More than 700,00 people live in assisted-living centers, where they get help with daily activities like bathing and dressing. Most of the residents have multiple chronic health conditions.
No more guessing about how long to let your green tea, black tea, or white tea steep — this helpful chart of sorts has broken it down to the best temperatures and times for six common types of tea.
We all know that smoking is bad for our health and that eating vegetables is good for it. Yet how bad and how good are they? Without a clear notion of threat and reward, it is that much harder to avoid a cigarette or to choke down a serving of broccoli. “I hate when someone tells me that something is risky,” says David Spiegelhalter, a professor of risk assessment at the University of Cambridge. “Well, compared to what?”
33 percent of Americans feel pressured to go to work even when they’re sick. But you can transmit the flu from up to 6 feet away.
Maybe you should think about staying home next time?
Ours is truly a fast food nation—in America, McDonald’s alone serves 28 million people a day. And while you won’t have any trouble finding some sort of fast food wherever you are, you may have trouble finding your preferred eatery. That’s because fast food is, in many ways, a regional affair—even though you’ll find the Golden Arches from coast to coast, certain chains are more predominant in certain parts of the country. Steve Von Worley’s newly updated Beefspace maps reveal the burger fiefdoms you never knew existed.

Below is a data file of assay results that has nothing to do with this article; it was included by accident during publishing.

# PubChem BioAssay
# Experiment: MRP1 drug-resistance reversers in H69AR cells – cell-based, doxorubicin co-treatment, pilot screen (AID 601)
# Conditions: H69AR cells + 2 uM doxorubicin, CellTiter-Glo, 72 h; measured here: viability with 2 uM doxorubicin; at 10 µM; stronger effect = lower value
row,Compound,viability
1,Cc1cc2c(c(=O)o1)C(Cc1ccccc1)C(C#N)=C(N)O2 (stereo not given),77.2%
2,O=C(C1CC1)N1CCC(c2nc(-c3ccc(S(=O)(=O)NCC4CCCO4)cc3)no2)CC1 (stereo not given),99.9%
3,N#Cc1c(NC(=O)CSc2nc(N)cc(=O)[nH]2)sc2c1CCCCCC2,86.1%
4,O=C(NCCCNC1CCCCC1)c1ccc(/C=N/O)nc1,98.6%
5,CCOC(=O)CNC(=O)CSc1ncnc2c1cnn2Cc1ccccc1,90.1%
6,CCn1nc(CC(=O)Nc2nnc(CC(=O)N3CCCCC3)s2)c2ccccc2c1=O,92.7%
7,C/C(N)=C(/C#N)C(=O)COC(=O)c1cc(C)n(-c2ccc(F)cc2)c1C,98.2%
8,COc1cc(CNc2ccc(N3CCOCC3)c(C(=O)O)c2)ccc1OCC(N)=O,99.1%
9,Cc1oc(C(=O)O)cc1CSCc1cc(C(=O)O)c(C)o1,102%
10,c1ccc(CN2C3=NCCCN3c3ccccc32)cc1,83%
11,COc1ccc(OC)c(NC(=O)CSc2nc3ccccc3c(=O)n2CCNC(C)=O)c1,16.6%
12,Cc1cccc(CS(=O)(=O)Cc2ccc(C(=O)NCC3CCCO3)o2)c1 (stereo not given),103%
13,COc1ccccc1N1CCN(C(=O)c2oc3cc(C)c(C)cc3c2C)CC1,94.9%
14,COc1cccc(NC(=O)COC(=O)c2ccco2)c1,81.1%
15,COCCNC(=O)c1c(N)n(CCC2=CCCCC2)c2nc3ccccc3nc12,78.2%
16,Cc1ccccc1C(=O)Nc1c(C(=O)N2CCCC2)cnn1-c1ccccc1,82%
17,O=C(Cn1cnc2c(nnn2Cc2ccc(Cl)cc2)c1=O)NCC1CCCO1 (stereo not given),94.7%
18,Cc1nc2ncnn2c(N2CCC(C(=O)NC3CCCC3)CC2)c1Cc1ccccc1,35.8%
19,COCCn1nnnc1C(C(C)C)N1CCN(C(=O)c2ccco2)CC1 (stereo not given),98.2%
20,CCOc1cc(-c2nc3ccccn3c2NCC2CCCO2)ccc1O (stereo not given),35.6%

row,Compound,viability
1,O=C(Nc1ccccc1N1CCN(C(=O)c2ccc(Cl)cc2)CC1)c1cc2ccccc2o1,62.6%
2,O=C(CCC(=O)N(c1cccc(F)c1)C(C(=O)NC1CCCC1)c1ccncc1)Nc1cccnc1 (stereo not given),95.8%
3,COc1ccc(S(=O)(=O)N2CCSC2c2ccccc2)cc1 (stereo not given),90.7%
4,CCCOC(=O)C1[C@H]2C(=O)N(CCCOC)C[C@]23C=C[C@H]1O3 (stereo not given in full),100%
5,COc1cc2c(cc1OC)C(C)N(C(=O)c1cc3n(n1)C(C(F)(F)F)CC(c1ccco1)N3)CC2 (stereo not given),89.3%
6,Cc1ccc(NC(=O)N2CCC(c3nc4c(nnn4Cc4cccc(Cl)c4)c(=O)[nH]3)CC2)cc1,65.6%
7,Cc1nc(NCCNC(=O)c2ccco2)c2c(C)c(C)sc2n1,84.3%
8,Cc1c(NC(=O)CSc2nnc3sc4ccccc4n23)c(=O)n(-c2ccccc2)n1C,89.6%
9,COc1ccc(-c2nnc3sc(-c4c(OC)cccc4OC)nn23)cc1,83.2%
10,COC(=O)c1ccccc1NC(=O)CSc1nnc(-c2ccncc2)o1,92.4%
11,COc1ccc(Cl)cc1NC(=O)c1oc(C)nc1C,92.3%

Do you suffer from asthma as well as allergies? Is your insomnia coupled with chronic pain? It turns out that two (or more) is company when it comes to diseases and symptoms. But which conditions are most strongly connected to each other?
This graph shows connections* between conditions reported by members of CureTogether, a free resource for patients to share information about diseases and treatments. Connections are only shown if they are stronger than would be expected by chance based on how common the two conditions are.
Josh Cothran looked at who’s paid for healthcare over the past five decades, with an animated Marimekko chart.
Researchers from Queen Mary, University of London used Geographic Information System (GIS) technology to create detailed maps with type 2 diabetes data.
The resulting maps highlighted geographical hotspots for type 2 diabetes, and these hotspots revealed fantastic similarities to poverty maps created during the late 19th Century by Charles Booth.